A Biometeorological Framework for Designing Urban Parks that Ameliorate the Effects of Climate Change

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Tuesday, 4 February 2014: 9:30 AM
Room C212 (The Georgia World Congress Center )
Robert D. Brown, University of Guelph, Guelph, ON, Canada; and J. K. Vanos, G. Slater, N. Kenny, and S. Lenzholzer
Manuscript (887.6 kB)

Many inhabitants of cities all over the world suffer from health problems and discomfort that are caused by overheating of urban areas. As most cities are not designed to ameliorate these effects, the use of evidence-based and climate-responsive design of urban open spaces is increasingly important, particularly with compelling evidence of climate change and exacerbating urban heat island intensities. Urban parks and green spaces have the potential to provide thermally comfortable environments and to help reduce vulnerability to heat stress. However, to provide this function, parks must be designed within the context of the prevailing climate. A landscape element that is effective in one climate zone might not be effective in another. For example, in hot dry climates, shadow casting elements and transpiring plants can provide substantial cooling of surfaces and the adjacent air, while this is much less effective in hot humid climates with mostly overcast skies. The Köppen climate zones provide a useful framework to describe prevailing climates and help assess bioclimatic design features within urban parks in the different climate zones.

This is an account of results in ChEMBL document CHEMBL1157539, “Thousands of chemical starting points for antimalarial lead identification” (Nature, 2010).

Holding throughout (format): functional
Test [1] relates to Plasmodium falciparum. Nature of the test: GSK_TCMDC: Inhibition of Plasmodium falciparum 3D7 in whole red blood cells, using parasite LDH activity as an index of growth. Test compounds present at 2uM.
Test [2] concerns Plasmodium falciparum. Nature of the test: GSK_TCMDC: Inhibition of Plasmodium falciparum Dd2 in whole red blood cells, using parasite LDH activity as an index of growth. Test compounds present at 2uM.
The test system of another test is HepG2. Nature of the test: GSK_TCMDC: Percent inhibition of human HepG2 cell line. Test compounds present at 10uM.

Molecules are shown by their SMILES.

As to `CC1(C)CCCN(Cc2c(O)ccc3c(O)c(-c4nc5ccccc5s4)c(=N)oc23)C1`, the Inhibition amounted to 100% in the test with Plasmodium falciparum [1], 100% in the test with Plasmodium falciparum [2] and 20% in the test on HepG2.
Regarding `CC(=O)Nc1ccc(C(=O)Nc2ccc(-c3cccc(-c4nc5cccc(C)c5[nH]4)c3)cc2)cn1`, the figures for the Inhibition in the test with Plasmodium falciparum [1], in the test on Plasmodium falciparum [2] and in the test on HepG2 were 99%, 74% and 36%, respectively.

The goal of this study was to investigate the effects of typical design interventions in urban parks on people's thermal sensation in different climate zones in order to provide guidance to mitigate negative effects of overheated cities. The human energy budget model COMFA was used to simulate thermal sensations for cities in five Köppen climate zones. We selected the climate zones in which most urbanized areas can be found worldwide and that experience hot weather for at least one season of the year (Af (Kuala Lumpur, Malaysia), Bsh (Lahore, Pakistan), Cfa (Kyoto, Japan), BWh (Alice Springs, Australia), Dfa (Toronto, Canada)). Climate measurement data from each city were used to calibrate the simulations. Three climate situations were used as a reference to test the design interventions for the hottest month of the year: 1) Typical daily maximum (Tmax) and minimum (Tmin) temperatures; 2) Typical daily Tmax and Tmin during an extreme heat event; 3) Typical daily extreme heat events at Tmax for mid-century and late-century climate change projections. To test the impact of the design interventions, temperature, shade, and wind characteristics were altered, with all-else held constant, to determine the individual effects. For instance, park cooling island effects, shade from trees, or wind blocks, were simulates in the various locations. To calculate COMFA energy budgets, people were modeled to be dressed in clothing typically worn in each location (clothing resistance range: 78–110 s m-2) and were modeled to be standing. Alice Springs, Australia displayed the warmest temperatures and most uncomfortable bioclimate, with the effects of decreasing Tmax resulting in the greatest decreases to the energy budget (range: –17 to –125 W m-2). Energy budget estimates were significantly larger than the remaining climates zone locations. Toronto displayed the coolest temperatures and lowest energy budgets, with the effects of wind alteration resulting in the greatest decrease to the energy budget. However, this potential cooling effect of wind during typically hot summertime days was shown to be the least useful cooling design strategy (e.g., 60% more wind resulted in a mere –1 W m-2 decrease in the energy budget (range: –6 to +4 W m-2)). The cooling effect of wind was minimal or lowered with increasing temperatures, where high temperatures (Ta > 40oC) often resulted in higher energy budgets, and thus more uncomfortable bioclimates. This warming effect was particularly present in the desert-type climate of Alice Springs. The magnitude of cooling due to shade was overall the most effective, with a 50% increase in shade resulting in an average energy budget decrease of –78 W m-2 across the five cities. This cooling effect through shading was the greatest in Lahore, Pakistan, where energy budget reductions reached –87 W m-2 for 50% shade, and –139 W m-2 for full shade. The COMFA energy budget analysis indicated that solar radiation control was the most important effect that green spaces can have on the thermal comfort of residents. Apart from that, decreasing air temperature through a ‘park cooling island' design were also important, linearly decreasing energy budgets by –7 to –19 W m-2 per oC decrease in air temperature. These interventions were increasingly effective in proportion to temperature (i.e., heat wave and climate change scenarios), and can be used in combination to ameliorate the effects of heat stress on urban populations. These findings will be translated into a biometeorology-based framework for the design of thermally Comfortable Outdoor Open Landscapes (COOL). By offering simple design guidelines for urban park elements for different climate zones, we can support effective adaptation and mitigation strategies to extreme heat. This type of bioclimatic planning for urban parks worldwide can result in cooler, healthier, and more comfortable cities during the hottest times of the year.